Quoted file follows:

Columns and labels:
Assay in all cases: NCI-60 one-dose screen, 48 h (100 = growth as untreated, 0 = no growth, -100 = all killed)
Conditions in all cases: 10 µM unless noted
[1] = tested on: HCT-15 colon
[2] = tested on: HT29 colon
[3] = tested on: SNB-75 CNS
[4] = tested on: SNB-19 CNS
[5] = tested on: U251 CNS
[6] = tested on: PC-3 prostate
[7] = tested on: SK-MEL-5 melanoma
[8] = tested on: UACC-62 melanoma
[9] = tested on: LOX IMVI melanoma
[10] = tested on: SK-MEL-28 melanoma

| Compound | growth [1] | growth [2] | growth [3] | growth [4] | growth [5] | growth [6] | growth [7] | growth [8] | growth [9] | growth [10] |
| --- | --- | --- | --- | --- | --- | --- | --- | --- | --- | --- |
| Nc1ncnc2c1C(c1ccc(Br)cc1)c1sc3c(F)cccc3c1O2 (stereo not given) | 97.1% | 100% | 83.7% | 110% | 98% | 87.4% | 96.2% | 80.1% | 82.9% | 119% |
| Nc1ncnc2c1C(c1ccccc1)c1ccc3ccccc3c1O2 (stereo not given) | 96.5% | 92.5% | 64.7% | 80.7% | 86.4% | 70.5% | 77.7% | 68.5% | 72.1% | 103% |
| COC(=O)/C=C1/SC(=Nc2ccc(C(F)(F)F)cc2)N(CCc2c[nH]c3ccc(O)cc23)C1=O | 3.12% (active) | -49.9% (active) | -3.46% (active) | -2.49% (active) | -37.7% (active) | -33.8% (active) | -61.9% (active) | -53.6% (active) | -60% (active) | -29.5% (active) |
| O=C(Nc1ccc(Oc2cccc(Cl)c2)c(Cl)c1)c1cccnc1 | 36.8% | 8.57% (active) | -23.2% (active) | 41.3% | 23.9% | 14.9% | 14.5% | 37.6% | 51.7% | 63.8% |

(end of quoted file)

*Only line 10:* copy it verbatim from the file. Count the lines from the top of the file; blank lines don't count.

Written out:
[7] = tested on: SK-MEL-5 melanoma